Water Safety & Awareness

Last month, during the week of June 4th to 11th, 2011, Canada observed National Water Safety Week.  Indeed, water safety is a growing concern in Canada.  Though we have the great fortune of having what seems to be an abundance of water in this country, the tragic facts according to the Red Cross are that an average of 400 Canadians drown each year, and more than half of those drownings occur during the summer months.  Drowning is one of the leading causes of death for Canadian children ages one to four. Small children are also the most vulnerable group for near drownings.  It takes only minutes for a child to disappear from sight and less than three centimetres of water for a baby to drown.  For every death, there are an estimated four to five additional near-drowning incidents, which require hospitalization and can be equally devastating as they often result in varying degrees of brain injury.

The drowning risks come from an array of sources.  Backyard pools are especially dangerous for small children.  In addition to active supervision, one should ensure adequate barriers are in place for backyard pools such as four-sided fencing along with a self-closing, self-latching gate.  In addition, and something that is often overlooked, are portable toddler pools.  These pools should be emptied after each use.  The scope of risks is broad.  Young children have reportedly drowned, due to a lack of adult supervision, in toilets, buckets and even in some cases puddles.  Failure to take proper care when there are children around water can lead to devastating consequences.  Aside from death or injuries, some of the consequences include criminal charges and civil liability.

Accidents do happen but they most certainly can be avoided.  In a very recent case before the Ontario Superior Court of Justice, a woman was charged with criminal negligence causing death for her actions or, more specifically, her failure to take proper precautions.  This woman left her 11 month old son in just inches of water and unsupervised when she left the house to pick up ice cream.  Despite CPR and other resuscitation attempts, the boy suffocated in the water and died.  While this is one extreme example, there are many more scenarios where a parent or pool owner may be responsible for less obvious shortcomings.  For instance, depending on the specific situation, the owner in charge of a pool may be accountable for any deaths or injuries that result from drowning accidents.  The pool owner is held to a reasonable standard of care in the circumstances and is required to prove that he or she did everything reasonably possible to ensure his or her pool was safe.  In addition, some individuals who have pools at their homes may be liable for their guests’ injuries.  Furthermore, pools that are open to the public or are not privately held by an individual must have lifeguards on duty to save individuals who may suffer accidents in a pool.  When lifeguards are not able to be on duty, it must be clearly sign-posted that a lifeguard is not on duty.  Water depths must also be marked.  Failure to do so may be dangerous for individuals who mistakenly dive into shallow ends of the pool or to individuals who go to depths that are beyond their swimming abilities.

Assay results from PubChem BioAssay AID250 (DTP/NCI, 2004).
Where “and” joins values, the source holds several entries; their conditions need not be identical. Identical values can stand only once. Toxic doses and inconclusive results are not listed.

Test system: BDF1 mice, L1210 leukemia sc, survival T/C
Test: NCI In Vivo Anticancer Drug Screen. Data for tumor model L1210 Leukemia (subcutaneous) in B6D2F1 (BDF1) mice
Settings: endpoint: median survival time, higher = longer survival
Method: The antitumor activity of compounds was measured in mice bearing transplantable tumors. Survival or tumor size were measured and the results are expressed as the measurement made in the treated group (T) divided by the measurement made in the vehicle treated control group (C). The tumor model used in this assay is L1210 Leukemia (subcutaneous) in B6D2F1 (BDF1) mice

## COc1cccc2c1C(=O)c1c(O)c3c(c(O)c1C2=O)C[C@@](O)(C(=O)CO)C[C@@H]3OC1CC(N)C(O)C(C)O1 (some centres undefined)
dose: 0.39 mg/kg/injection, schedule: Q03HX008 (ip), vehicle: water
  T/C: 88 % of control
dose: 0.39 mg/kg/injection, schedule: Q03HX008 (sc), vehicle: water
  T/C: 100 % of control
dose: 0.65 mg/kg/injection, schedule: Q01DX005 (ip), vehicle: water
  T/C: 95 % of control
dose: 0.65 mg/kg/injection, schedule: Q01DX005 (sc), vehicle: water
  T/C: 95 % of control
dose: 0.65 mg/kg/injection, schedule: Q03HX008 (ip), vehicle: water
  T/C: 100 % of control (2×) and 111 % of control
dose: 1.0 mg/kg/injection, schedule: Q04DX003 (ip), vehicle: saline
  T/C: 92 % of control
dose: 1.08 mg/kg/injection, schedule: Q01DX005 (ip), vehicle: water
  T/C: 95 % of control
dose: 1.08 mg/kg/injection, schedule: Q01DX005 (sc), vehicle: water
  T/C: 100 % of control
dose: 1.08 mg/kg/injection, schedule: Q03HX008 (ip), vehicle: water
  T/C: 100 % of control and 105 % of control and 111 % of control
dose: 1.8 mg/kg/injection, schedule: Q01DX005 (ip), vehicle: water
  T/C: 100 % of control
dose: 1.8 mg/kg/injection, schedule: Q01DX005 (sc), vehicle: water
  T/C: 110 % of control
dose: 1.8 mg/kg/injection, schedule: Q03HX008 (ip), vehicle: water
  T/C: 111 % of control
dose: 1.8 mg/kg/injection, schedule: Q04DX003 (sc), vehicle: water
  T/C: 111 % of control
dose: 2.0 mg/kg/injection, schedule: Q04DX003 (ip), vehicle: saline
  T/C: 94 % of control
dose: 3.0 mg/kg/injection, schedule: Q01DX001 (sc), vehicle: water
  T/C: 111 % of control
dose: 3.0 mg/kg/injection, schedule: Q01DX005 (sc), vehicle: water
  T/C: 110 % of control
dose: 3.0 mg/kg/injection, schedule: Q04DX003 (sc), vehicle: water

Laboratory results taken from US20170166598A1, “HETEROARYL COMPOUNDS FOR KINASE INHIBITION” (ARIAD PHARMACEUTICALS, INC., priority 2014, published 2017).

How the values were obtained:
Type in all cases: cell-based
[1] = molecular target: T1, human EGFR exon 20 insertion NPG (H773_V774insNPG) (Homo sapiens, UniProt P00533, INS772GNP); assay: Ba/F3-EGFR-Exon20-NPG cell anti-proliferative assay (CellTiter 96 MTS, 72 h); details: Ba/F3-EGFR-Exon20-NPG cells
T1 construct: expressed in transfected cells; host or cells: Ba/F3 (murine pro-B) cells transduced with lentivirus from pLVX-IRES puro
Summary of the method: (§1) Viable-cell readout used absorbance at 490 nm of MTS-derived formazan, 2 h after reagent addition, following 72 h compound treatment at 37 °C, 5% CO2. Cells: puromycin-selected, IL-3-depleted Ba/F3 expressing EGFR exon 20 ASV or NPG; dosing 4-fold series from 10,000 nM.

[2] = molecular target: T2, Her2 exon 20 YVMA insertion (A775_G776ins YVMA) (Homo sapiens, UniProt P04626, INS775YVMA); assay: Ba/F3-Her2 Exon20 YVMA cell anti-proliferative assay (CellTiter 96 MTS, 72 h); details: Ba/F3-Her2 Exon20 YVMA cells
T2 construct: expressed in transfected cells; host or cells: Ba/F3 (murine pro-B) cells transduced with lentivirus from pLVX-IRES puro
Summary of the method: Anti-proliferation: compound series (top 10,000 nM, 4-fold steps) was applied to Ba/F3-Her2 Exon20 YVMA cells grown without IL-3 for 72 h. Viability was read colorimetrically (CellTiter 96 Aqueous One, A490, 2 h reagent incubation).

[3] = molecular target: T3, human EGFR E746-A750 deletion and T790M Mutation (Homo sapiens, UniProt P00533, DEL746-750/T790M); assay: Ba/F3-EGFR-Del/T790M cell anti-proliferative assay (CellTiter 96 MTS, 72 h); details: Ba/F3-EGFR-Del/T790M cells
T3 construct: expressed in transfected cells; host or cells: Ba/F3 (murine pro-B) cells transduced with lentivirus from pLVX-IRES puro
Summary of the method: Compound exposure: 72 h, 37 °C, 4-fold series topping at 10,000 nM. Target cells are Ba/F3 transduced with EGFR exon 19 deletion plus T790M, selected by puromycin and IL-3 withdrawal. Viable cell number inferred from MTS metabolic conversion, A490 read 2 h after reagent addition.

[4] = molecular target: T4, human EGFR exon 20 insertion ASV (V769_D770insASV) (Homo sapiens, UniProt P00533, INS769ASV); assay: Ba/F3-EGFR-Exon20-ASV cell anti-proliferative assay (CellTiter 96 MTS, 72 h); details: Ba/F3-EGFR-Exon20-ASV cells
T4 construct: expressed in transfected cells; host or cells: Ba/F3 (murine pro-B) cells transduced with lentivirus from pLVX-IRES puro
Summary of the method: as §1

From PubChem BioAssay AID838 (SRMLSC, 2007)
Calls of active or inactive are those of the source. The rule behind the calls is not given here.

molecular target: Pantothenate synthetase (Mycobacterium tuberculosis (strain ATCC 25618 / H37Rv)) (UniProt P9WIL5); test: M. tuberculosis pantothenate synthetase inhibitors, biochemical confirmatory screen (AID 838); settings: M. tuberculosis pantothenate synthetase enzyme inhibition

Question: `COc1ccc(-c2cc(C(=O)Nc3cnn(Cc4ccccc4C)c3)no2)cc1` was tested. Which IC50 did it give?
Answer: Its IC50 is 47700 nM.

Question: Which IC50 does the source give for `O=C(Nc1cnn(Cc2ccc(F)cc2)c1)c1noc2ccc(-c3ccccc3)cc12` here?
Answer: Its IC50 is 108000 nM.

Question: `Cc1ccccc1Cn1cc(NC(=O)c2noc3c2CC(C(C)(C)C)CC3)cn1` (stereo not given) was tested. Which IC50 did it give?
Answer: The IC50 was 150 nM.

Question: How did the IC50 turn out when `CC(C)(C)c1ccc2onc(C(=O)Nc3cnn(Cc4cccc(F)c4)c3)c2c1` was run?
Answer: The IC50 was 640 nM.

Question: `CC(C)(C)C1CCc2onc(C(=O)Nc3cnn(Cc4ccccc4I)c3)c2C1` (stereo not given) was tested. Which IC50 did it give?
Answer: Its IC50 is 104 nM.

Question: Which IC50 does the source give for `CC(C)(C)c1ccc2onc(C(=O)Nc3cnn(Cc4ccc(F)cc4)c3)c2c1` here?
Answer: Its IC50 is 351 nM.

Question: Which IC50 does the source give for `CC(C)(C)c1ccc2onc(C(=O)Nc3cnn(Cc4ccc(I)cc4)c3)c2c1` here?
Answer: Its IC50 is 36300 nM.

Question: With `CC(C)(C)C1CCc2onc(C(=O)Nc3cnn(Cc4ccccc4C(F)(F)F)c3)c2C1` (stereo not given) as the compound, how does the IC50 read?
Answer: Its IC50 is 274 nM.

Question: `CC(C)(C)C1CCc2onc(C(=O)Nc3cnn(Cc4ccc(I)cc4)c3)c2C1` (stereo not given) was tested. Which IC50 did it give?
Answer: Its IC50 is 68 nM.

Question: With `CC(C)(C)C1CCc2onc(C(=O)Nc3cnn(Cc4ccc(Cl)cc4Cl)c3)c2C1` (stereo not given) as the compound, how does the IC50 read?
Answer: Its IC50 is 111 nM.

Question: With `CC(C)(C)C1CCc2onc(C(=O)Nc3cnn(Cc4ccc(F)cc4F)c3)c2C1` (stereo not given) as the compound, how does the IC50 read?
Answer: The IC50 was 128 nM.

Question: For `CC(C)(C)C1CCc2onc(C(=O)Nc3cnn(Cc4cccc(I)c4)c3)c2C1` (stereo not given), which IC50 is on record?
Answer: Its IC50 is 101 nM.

Regardless of whether a pool is public or private, minors should be supervised at all times.  Failure to supervise may lead to liability for the person who was supposed to supervise in the event of an injury.  By ignoring rules that are put in place to keep pools safe, those responsible put the minors using the pool at a higher risk for drowning.  It is true that liability depends on the circumstances of each case, but in all circumstances it is best to implement and enforce as many reasonable safety precautions as possible.

As always, though this article intends to give you a basic overview of the law, it is never a substitute for consulting your lawyer.  If you or someone you know was injured from unsafe water conditions, you are advised to discuss your legal options with a personal injury lawyer.

Nigel Gilby is a partner and injury lawyer in the London, Ontario law firm of Lerners LLP.  Nigel specializes in assisting people injured in car accidents, accident benefits cases, catastrophic injuries, brain injuries, slips and falls, off-road vehicle accidents, boating accidents and other serious personal injury cases.  He has been recognized by LEXPERT and the Law Society of Upper Canada as a specialist in Civil Litigation. Nigel has been selected by his peers to appear in the “Best Lawyers in Canada” publication since its inception. See Nigel’s professional biography for more information about his work in the area of personal injury law or contact him at 519.640.6328 or by email at ngilby@lerners.ca.

Christopher Dawson is an injury lawyer in the London, Ontario law firm of Lerners LLP.  Christopher’s personal injury practice includes assisting people injured in motor vehicle accidents, accident benefit cases, spinal cord injuries, orthopaedic injuries, injuries as a result of defective products, off-road vehicle accidents, boating accidents and other serious injury cases.  See Christopher’s professional biography for more information about his work in the area of personal injury law or contact him at 519.640.6360 or by email at cdawson@lerners.ca.

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